This past week, I was invited to ESSEC Business School to share my journey of starting a fashion business, and the lessons I learned from it. It was a very inspiring experience to be with students, most of whom will soon be starting their own ventures, and the day after I was part of the jury judging the Entrepreneurship Project presentations of the same students. Inspired by the talk I gave at ESSEC, I wanted to share with you the main lessons and guidelines on what it takes to start a fashion business.
Perhaps because I still continue to teach, and consult for entrepreneurs who have started or are starting fashion businesses, I’m acquainted with a great many individuals who want to enter into the fashion industry. It’s an easy-to-enter industry, and it’s relatively easy to start a business, but it’s not so easy to remain successful and grow into a well-known and thriving brand. What are some of the things to watch out for?
1. Know your why. What is the intention behind your desire to start a fashion business? I always start with this question, and while it may seem simplistic I believe it is fundamental, a way to start with the right foundation. If your intention is to start your business because you think it’s cool, sexy, and trendy, and you want your name in fashion magazines, think again. Because I believe that for a fashion brand to be successful, the intention has to be much bigger than that. If we look at successful fashion entrepreneurs, fame came to them as a result of endless hours of hard work, and almost as a bonus. That brings me to the next point.
2. Identify a real need, and provide value. I recently met a designer who works for a well-known luxury brand, and he naturally wants to start his own business. When I talked to him further during our session, I noticed that while he has the clear desire to start his brand, he hasn’t studied the market well, identified a need, or figured out how he can provide value to the customers and key stakeholders who will be part of the brand. Here’s the formula for fashion brand success: identify a clear and unmet need in the market, and provide value for your customers (as well as your suppliers, distributors and any other people who are touched by your business – the stakeholders).
3. The price is right. In my current consultations with young fashion entrepreneurs, I’ve noticed the high markups they immediately place on their products, and often I simply don’t see the reason for those high markups. You can’t just put high prices on your products because you say you want to compete in the premium/luxury category. Your high markup needs to be supported with sound market research and rationale, and your quality has to correspond to the price. If your price point is almost identical to the luxury brand competitors, are you differentiated enough to command this price? Why would your consumer choose your relatively new brand and not your competitor’s in the same price category? If you have a similar price, you need to offer something that is unique and different than your competitor. But even more importantly, my advice is to actually have better quality, a differentiated product, a uniqueness, and then offer that product at a lower price than your competitor. To me, this is a winning formula, rather than a “high price, high markup” formula.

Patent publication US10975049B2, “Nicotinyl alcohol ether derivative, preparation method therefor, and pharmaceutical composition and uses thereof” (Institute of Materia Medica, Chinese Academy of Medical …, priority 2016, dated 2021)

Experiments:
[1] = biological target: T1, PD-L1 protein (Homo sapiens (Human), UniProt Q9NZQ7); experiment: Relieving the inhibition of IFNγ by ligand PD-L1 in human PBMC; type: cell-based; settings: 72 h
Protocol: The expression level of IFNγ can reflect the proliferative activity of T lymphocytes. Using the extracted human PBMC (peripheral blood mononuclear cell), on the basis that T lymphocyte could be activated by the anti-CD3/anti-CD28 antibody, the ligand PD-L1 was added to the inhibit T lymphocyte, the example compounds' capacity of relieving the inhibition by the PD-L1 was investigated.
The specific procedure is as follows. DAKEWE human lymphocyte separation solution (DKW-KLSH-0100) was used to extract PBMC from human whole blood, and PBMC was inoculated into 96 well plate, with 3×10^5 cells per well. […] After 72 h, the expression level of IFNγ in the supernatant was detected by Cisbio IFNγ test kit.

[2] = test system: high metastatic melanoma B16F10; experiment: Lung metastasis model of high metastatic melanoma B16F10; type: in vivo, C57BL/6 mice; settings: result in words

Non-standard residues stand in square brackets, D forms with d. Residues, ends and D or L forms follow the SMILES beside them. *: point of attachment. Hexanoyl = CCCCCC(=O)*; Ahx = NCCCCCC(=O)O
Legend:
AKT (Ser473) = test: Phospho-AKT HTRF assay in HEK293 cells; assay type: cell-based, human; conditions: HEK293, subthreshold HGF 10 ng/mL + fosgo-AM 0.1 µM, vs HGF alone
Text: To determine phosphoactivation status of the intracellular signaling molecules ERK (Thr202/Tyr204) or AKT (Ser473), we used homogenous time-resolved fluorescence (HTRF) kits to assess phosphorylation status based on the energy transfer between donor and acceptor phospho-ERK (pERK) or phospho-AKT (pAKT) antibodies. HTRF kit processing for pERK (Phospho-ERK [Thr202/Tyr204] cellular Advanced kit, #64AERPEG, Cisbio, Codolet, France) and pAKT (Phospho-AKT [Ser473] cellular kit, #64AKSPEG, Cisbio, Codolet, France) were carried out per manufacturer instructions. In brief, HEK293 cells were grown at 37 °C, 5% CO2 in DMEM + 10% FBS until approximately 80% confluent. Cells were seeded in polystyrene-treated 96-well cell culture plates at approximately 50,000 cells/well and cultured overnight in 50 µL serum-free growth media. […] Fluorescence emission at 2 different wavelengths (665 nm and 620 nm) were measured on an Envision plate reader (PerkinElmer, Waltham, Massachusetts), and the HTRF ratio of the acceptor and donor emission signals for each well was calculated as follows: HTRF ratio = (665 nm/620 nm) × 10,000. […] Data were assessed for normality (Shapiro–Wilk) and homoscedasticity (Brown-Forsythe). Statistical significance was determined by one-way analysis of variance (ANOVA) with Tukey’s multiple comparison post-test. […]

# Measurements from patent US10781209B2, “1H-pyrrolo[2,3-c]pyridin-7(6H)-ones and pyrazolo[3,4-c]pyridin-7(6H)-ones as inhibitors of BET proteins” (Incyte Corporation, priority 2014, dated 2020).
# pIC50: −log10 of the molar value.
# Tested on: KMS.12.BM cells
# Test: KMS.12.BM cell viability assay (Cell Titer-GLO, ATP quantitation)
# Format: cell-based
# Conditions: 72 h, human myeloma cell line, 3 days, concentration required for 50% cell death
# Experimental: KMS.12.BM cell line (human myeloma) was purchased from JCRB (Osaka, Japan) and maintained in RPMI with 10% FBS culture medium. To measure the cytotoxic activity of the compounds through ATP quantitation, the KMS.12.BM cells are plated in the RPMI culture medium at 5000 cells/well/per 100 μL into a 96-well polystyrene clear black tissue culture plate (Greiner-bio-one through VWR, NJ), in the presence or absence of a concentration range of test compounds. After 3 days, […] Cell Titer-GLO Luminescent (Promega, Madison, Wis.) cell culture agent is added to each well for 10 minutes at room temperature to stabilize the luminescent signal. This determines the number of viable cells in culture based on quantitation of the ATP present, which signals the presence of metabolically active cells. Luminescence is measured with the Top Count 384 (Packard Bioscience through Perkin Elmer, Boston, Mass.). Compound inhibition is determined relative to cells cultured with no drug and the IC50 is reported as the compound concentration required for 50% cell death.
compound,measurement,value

4. Do the right thing, even when nobody is watching. Today, the topic of sustainability has become a buzzword, but for me it means a lot more than using an eco-friendly product. It means doing the right thing every step of the way: from sourcing your product, to interacting with your employees, to the integrity you show as a business owner and a leader. Are you the real (sustainable) deal, or is it just window dressing in order to attract more customers?
5. Adapt to change. The industry is very dynamic. The quote (incorrectly) attributed to Charles Darwin that states the survivors are those who are fastest to adapt rings true for the fashion business as well. If you don’t rapidly adapt, you risk business failure. Take, for example, Charles Worth or Paul Poiret, both of whom were highly influential fashion entrepreneurs of their time, the late nineteenth and early twentieth centuries. Both these fashion power-houses were around at the same time as Chanel, yet both were unable to sustain their presence because they failed to adapt to changes taking place during and after both World Wars. Chanel, on the other hand, had the ability to recognize and adapt to cultural shifts, and this is what makes her an iconic designer whose brand equity has remained powerful enough more than a century later.
Those with a passion for fashion will find the industry rewarding, but also very challenging. While there is scope for growth—the global apparel market is only going to grow, not shrink—the reality is that you will face many ups and downs, and you will be pushed to your limit. It takes a great deal of commitment, determination, time, and creativity. It’s not about Instagram, and it’s not about fashion magazines, and pursuing the business for the wrong reasons will not make it easy to have a successful fashion brand. So, my advice is to go back to basics, and first start with your why, and your intention.